It’s been a while since we’ve had a new Show Of The Mo here on Square Eyed, and there are many reasons for that. That’s not to say we haven’t seen some great TV since last September, there just hasn’t been a show we’ve obsessed over. Shows such as 30 Rock or This Is England… came close but we like to use this feature to highlight shows that most people would’ve skipped out on or have simply never heard of. Taking that in to account, it shouldn’t come as a surprise when I tell you that our new Show Of The Mo comes in the form of a short-lived kids cartoon based around everyone’s favourite X-Man.
Firstly let me give you a bit of back story, I’m somewhat of a comic book guy and for Christmas I got a massive book called Astonishing X-Men which was written by Joss Whedon AKA the creator of Buffy The Vampire Slayer (amongst over equally great things). Needless to say, the book was bloody great but after finishing it I was jonesing hard for some more X-Men. This eventually lead me to checking out a cartoon from 2009 called Wolverine And The X-Men.
Wolverine And The X-Men comes from the creators of previous (and equally great) X-Men cartoon X-Men: Evolution. It follows Wolverine and all the usual X-Men suspects (Cyclops, Rouge, Beast, etc.) however the central premise for this series is that the infamous Professor X (Patrick Stuart’s character from the films) is out of action, meaning that little old Wolvie has to take charge. That doesn’t mean that the Prof. is just sitting on his laurels the whole time, quite the opposite, as we actually follow him in a dystopian vision of the future. A future that the X-Men are trying to prevent.
What makes shows like Wolverine & The X-Men so good is that the writers don’t patronise their demographic. Firstly, they don’t feel to need to explain every little detail and reason behind every action. There are the references to the comic that only long-time readers would get, most likely put in to appeal to an adult audience. But mostly it’s the fact that they’re not afraid to have moral shades of grey. Wolverine himself is a good guy that basically has a rage problem, a lot of the “bad guys” in the show come across as sympathetic and some of the good guys (Cyclops) are just dicks. [See also: the 1992 X-Men series and Batman: The Animated Series, commonly regarded as one of the best cartoons series ever.]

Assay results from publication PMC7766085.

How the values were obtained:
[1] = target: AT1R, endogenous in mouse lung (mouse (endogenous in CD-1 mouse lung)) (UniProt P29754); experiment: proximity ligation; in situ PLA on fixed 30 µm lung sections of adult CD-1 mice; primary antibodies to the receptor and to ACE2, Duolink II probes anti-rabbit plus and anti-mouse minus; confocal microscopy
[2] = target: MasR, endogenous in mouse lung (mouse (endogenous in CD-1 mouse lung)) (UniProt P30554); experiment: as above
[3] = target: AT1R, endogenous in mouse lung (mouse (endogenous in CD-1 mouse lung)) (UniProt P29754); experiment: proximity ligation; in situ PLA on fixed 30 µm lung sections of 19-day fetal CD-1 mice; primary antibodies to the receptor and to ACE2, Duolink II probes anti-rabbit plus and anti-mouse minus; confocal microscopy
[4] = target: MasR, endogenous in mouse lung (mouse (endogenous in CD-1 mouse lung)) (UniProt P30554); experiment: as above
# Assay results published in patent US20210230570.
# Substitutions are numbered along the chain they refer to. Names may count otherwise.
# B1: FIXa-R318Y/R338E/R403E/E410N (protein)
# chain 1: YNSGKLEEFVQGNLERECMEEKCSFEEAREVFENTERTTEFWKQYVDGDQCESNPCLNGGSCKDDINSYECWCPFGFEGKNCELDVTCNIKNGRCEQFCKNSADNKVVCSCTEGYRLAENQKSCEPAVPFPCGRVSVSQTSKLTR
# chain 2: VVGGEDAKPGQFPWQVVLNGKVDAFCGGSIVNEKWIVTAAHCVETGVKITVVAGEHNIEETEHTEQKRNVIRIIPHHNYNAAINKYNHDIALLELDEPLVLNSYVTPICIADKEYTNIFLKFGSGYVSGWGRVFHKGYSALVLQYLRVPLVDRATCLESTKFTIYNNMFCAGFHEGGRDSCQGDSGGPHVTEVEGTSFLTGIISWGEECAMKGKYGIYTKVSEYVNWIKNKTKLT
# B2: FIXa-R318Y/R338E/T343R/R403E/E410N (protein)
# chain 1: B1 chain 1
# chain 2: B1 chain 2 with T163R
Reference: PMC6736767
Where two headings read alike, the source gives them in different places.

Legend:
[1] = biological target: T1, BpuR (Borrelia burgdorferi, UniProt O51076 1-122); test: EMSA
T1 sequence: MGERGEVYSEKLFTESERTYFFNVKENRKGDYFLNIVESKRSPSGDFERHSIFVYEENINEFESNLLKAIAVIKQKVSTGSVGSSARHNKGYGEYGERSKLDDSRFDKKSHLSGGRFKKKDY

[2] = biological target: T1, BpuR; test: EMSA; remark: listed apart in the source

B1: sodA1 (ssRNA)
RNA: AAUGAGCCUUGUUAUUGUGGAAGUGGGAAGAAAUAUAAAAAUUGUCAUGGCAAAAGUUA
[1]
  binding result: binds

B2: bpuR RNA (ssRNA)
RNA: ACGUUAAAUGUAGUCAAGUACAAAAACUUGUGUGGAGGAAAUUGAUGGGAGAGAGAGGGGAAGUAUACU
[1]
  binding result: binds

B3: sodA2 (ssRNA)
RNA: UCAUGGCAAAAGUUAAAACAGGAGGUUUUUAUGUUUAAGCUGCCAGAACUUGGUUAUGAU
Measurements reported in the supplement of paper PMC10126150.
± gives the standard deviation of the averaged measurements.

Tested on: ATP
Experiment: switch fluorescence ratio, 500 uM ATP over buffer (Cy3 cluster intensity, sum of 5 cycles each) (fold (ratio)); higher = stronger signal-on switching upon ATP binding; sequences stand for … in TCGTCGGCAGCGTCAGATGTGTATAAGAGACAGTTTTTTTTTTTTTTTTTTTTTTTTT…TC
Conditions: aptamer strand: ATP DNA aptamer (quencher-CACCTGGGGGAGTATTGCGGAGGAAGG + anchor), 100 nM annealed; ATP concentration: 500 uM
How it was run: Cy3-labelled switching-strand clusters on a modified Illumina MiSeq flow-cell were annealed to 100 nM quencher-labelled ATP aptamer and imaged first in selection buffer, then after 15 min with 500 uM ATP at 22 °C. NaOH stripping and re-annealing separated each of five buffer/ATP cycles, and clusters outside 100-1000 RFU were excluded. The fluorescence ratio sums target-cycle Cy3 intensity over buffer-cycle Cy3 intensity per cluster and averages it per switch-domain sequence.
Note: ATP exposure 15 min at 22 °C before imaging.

A few months ago I went on somewhat of a rant about cartoons always being written off as “children’s television”, citing that a lot of anime shows are actually aimed at adults as they can feature more blood, swearing, sex and violence than most post-watershed live-action shows. Having said that, more often than not, children are the target audience for most cartoons (particularly ones from The States). But just because something is a kids show it doesn’t its mean it can’t be enjoyed by adults. Does this show contain blood or guts? No. And whilst there are deaths, they’re more implied deaths than brutal, blood-soaked fatalities. But that’s more of an issue with censorship than anything else, and does it stop a great story from being told? No, it doesn’t.
Spongebob…, Ren & Stimpy, and forgotten 90s classic Aquila (a favourite of a my Dad’s) are a few examples of children’s TV shows that transcended their demographic. And more recently CBBC show Horrible Histories even became the first children’s TV show to with a British Comedy Award. This is because they’re all shows that don’t talk down to kids, and as such adults can get on board.
If you like superheroes and you like cartoons, then give Wolverine And The X-Men a go. It only lasted one series due to funding, but every one of its 26 episodes make for great television, and why should you deprive yourself of great TV just because you’re an adult?